The Key to a Long Life | Sojourners

The Key to a Long Life

Funny business by Ed Spivey Jr.
Ken Davis

TO TAKE MY mind off Ted Cruz being with us for another six years, I’ve found that repeatedly jabbing a needle into my knee seems to work best. But today I’m thinking of the more comforting world of assisted living, specifically the current residence of my elderly parents. Although I have to be careful using that word “elderly,” since I am, ahem, of a certain age myself. And I have my own burden to bear. (Recently, several people remarked that I look like Clint Eastwood, that handsome paragon of Hollywood masculinity. But they weren’t talking about Clint Eastwood in his prime, but rather the current Clint Eastwood, who’s 88. That hurts.)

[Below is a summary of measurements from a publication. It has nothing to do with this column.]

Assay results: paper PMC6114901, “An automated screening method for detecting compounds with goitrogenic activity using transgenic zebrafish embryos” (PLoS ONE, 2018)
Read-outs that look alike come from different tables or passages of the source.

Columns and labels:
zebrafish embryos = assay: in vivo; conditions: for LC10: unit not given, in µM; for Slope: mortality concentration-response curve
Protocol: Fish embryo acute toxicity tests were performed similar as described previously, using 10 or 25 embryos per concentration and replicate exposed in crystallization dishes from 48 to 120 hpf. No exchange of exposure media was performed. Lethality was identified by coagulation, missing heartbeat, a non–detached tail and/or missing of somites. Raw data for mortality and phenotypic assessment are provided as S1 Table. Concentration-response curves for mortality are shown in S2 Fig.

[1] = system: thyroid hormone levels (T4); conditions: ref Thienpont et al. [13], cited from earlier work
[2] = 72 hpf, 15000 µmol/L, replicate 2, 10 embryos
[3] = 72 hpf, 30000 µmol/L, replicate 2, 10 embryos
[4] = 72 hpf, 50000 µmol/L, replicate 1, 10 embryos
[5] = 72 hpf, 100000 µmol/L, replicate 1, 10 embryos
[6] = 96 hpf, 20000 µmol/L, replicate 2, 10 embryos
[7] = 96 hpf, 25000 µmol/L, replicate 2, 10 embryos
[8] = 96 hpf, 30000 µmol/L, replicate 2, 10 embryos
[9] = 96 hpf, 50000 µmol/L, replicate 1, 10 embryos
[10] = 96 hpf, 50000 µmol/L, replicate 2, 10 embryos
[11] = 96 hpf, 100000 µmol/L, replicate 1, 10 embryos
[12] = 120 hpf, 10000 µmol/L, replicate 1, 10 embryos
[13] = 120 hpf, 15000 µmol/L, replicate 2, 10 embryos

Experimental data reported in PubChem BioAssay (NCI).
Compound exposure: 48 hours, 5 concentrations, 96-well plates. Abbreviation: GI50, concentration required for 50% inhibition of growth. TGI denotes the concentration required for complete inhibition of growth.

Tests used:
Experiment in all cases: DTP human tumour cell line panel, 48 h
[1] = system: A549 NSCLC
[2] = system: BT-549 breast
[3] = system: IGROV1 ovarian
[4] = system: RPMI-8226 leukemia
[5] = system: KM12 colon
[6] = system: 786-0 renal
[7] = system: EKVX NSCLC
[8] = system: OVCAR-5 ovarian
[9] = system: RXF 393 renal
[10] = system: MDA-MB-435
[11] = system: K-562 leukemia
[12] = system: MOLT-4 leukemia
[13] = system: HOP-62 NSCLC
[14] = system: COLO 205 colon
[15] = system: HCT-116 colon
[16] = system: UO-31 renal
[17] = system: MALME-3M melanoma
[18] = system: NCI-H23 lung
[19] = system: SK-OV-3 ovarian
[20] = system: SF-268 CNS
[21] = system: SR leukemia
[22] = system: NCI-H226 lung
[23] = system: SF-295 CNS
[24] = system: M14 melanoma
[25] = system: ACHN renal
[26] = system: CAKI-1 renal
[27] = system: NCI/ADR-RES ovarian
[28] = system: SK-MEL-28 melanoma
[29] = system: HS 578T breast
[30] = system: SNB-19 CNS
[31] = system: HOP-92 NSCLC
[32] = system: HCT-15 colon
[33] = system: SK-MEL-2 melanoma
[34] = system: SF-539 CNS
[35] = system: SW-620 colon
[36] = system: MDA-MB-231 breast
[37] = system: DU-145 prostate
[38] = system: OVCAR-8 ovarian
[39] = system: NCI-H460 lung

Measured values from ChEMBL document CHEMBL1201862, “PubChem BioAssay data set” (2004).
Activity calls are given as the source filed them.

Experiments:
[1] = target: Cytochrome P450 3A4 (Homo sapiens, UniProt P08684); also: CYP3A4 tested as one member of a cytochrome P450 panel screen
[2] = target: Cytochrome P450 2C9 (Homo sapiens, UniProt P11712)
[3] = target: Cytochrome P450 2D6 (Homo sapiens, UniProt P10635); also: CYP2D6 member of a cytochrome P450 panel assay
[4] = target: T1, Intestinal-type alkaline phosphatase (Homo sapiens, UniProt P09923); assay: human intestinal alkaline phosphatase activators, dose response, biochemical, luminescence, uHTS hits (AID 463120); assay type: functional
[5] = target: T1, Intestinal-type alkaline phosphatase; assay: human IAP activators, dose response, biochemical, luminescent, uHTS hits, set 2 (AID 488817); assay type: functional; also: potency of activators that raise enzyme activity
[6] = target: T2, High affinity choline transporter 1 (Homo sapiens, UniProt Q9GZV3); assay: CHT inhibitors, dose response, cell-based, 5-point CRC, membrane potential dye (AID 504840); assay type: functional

My parents reside at a Baptist senior center near Florence, S.C., a town not named after a recent hurricane that bulldozed its way through the South. There wasn’t much left, anyway, after Hurricane Matthew came through earlier. (And then there was Michael, another “100-year storm,” a phrase that apparently now means “monthly.”)

Visiting my parents is always a joy, as well as a jolt. The jolt comes when driving from North Carolina into South Carolina, where the road immediately becomes cracked and rough, registering the difference between a state that responsibly maintains its highways and one that instead puts its money into maintaining the 41st-best health care in the nation, not to mention the 48th-best education. (High fives for Mississippi, which is way up at 46th!) In fairness, South Carolina ranks 12th in gun ownership, so you probably don’t want to complain about the roads.

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